YouTuber Rents Helicopter to Solve Tricky Physics Exam Question

In physics exams, there are usually a few problems that, despite their simplicity, leave us perplexed. A 2014 qualifying exam question for the US Physics Team is one of the most famous in recent years since nearly no one could agree on the solution.

Many people disagree with the American Association of Physics Teachers’ response, so Derek Muller, the creator of the YouTube channel Veritasium, decided to show the true answer for the last time.

To do so, he flew to the skies because the hypothetical issue necessitates the use of a helicopter and a rope, and Muller, fortunately, owns a popular YouTube channel and can afford to charter a chopper. (Muller is not afraid to go to lengths to establish his point.)

“A helicopter is flying at a steady speed horizontally. The question states, “A fully flexible uniform wire is suspended underneath the helicopter; air friction on the cable is not insignificant.” “Which of the following illustrations most accurately depicts the form of the cable as the helicopter flies to the right?” The exam takers were five diagrams from which to pick.

This topic has sparked debate among physicists, students, and science enthusiasts alike. Muller spoke with Professor Paul Stanley, the question’s originator, in his latest video, which has already received 4 million views, on how many individuals developed their own version of the hypothetical scenario to support their answer after completing the exam (or what they considered to the correct answer).

A survey on Veritasium’s channel reveals that there is little consensus on which diagram is right, however, most users like diagram C, followed by B, and then D. Have you received your response yet? If you have not already done so, now is the time to do so since we will give you a complete explanation following the video?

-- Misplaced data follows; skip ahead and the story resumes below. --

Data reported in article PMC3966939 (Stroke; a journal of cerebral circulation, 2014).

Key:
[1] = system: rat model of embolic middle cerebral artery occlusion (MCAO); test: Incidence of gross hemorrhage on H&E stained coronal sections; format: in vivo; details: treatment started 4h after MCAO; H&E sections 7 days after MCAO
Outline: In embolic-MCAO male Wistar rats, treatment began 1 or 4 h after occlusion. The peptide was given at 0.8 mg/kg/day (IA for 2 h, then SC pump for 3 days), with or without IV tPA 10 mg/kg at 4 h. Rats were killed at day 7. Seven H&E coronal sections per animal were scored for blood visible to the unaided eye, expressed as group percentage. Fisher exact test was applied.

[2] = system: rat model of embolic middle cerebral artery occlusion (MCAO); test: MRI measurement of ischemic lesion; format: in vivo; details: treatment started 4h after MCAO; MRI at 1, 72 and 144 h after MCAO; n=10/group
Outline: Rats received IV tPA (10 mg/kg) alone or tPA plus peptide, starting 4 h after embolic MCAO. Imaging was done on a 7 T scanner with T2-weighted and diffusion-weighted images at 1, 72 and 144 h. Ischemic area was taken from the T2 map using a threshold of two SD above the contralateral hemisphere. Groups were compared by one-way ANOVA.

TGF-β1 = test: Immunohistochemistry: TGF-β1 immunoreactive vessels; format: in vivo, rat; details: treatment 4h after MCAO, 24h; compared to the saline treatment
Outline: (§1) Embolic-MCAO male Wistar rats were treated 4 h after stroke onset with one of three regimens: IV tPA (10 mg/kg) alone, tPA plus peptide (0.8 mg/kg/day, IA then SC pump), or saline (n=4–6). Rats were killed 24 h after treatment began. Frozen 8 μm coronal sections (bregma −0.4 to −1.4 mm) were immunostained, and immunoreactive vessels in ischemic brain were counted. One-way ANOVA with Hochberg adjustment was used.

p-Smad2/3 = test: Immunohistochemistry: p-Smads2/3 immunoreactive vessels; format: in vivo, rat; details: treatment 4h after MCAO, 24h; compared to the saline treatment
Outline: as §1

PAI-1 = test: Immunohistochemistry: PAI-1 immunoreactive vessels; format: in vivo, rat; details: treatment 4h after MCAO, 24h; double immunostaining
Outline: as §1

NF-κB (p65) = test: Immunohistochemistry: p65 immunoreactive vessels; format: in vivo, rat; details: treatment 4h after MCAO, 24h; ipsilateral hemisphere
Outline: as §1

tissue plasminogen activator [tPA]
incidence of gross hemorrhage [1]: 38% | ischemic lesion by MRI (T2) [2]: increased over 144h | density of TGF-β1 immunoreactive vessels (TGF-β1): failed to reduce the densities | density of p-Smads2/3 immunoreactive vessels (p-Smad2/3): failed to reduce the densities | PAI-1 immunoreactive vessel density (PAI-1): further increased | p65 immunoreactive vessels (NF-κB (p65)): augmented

The exam’s answer, as proved by Muller, is B. Because the question is about forces, we must consider what the rope is going through. It has a weight, it is linked to the helicopter via tension, and it is experiencing air resistance since the chopper is travelling at a constant speed. If the rope is divided into small segments, each will have a different weight and suffer the same air resistance, which will be similar to the rope’s weight. Given its little weight, the bottom part has little stress. As we progress up the rope, the tension builds to a peak at the summit.

However, because the weight pulls the rope down and air resistance pulls the rope across, the direction of this strain and the direction of the rope remain unchanged. The intensity of the air resistance and the direction of the rope would change if the helicopter’s constant speed changed, but not the rope’s overall form.

Muller, on the other hand, enjoys going that extra mile with his experiments, and in the video, he recreates the original form of the question (not used in the test) with a weight added to the rope’s bottom. In such an instance, what do you suppose would happen to the rope? For minimal air resistance on the weight, the form changes as expected. In that scenario, the correct answer is the D-shaped form.